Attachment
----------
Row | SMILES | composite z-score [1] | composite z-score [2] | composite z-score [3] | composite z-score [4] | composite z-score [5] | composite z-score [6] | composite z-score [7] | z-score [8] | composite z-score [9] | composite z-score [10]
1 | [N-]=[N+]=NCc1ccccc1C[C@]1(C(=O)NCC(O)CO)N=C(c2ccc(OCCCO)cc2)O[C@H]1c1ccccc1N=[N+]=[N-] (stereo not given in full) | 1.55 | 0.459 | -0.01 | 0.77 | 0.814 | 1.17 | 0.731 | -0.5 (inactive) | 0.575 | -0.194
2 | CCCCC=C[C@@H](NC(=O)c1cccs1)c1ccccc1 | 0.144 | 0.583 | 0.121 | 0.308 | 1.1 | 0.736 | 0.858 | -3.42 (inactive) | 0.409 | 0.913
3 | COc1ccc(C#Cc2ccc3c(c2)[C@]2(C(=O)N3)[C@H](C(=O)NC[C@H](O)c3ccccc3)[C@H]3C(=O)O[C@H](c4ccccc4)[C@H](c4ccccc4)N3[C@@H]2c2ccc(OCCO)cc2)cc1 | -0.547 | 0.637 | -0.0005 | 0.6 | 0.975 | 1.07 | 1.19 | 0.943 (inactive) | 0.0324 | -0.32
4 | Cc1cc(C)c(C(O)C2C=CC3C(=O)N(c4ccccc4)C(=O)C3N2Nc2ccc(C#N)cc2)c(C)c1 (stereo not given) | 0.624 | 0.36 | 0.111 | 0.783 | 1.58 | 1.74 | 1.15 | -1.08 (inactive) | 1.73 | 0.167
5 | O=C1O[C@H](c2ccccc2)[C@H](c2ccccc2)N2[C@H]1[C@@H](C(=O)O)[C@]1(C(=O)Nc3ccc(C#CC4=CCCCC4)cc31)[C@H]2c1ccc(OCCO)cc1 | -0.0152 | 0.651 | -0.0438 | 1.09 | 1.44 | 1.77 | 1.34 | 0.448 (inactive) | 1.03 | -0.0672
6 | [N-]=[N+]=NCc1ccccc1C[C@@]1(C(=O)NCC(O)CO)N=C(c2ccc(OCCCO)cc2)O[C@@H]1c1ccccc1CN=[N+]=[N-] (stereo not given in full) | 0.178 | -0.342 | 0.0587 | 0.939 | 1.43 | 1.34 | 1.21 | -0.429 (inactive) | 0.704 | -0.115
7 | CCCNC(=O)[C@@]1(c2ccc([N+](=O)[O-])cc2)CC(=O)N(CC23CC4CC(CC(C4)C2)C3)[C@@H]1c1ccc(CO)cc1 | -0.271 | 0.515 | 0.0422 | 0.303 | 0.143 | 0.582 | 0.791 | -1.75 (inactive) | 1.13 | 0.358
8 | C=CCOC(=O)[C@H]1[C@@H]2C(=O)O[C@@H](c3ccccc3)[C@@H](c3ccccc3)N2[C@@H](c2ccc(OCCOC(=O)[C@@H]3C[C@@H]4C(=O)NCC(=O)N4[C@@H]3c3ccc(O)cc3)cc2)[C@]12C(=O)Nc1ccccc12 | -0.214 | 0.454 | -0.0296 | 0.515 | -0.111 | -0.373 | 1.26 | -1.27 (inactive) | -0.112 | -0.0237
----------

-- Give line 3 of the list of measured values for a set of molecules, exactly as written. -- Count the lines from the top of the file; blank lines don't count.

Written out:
2 | CCCCC=C[C@@H](NC(=O)c1cccs1)c1ccccc1 | 0.144 | 0.583 | 0.121 | 0.308 | 1.1 | 0.736 | 0.858 | -3.42 (inactive) | 0.409 | 0.913